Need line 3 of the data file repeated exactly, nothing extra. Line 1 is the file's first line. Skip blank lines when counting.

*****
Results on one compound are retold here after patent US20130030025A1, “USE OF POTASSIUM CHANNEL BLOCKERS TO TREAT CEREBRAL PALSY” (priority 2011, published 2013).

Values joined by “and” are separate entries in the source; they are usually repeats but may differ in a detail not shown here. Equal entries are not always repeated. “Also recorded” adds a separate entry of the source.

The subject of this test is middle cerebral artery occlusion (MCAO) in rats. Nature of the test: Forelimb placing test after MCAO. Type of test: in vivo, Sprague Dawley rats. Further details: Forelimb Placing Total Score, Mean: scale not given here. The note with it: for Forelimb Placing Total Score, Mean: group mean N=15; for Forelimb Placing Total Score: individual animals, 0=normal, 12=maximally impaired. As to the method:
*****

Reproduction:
The subject of this test is middle cerebral artery occlusion (MCAO) in rats. Nature of the test: Forelimb placing test after MCAO. Type of test: in vivo, Sprague Dawley rats. Further details: Forelimb Placing Total Score, Mean: scale not given here. The note with it: for Forelimb Placing Total Score, Mean: group mean N=15; for Forelimb Placing Total Score: individual animals, 0=normal, 12=maximally impaired. As to the method: